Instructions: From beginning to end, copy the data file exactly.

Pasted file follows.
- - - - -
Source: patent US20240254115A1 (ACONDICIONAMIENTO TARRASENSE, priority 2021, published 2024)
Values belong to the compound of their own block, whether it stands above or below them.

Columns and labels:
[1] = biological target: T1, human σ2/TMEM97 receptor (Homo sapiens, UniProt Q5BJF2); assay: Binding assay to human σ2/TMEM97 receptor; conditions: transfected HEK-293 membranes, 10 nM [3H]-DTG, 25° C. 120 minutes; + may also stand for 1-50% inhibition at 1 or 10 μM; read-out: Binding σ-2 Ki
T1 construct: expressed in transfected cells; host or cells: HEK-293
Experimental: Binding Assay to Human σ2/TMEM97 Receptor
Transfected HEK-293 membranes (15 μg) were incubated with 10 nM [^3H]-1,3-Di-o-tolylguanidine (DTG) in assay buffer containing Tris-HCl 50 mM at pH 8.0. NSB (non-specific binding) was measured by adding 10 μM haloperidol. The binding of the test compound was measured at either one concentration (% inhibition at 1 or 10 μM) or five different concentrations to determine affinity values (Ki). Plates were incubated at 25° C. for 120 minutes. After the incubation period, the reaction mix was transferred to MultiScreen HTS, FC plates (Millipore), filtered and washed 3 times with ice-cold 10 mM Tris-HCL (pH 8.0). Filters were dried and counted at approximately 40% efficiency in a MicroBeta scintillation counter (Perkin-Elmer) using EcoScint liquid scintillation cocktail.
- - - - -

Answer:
Source: patent US20240254115A1 (ACONDICIONAMIENTO TARRASENSE, priority 2021, published 2024)
Values belong to the compound of their own block, whether it stands above or below them.

Columns and labels:
[1] = biological target: T1, human σ2/TMEM97 receptor (Homo sapiens, UniProt Q5BJF2); assay: Binding assay to human σ2/TMEM97 receptor; conditions: transfected HEK-293 membranes, 10 nM [3H]-DTG, 25° C. 120 minutes; + may also stand for 1-50% inhibition at 1 or 10 μM; read-out: Binding σ-2 Ki
T1 construct: expressed in transfected cells; host or cells: HEK-293
Experimental: Binding Assay to Human σ2/TMEM97 Receptor
Transfected HEK-293 membranes (15 μg) were incubated with 10 nM [^3H]-1,3-Di-o-tolylguanidine (DTG) in assay buffer containing Tris-HCl 50 mM at pH 8.0. NSB (non-specific binding) was measured by adding 10 μM haloperidol. The binding of the test compound was measured at either one concentration (% inhibition at 1 or 10 μM) or five different concentrations to determine affinity values (Ki). Plates were incubated at 25° C. for 120 minutes. After the incubation period, the reaction mix was transferred to MultiScreen HTS, FC plates (Millipore), filtered and washed 3 times with ice-cold 10 mM Tris-HCL (pH 8.0). Filters were dried and counted at approximately 40% efficiency in a MicroBeta scintillation counter (Perkin-Elmer) using EcoScint liquid scintillation cocktail.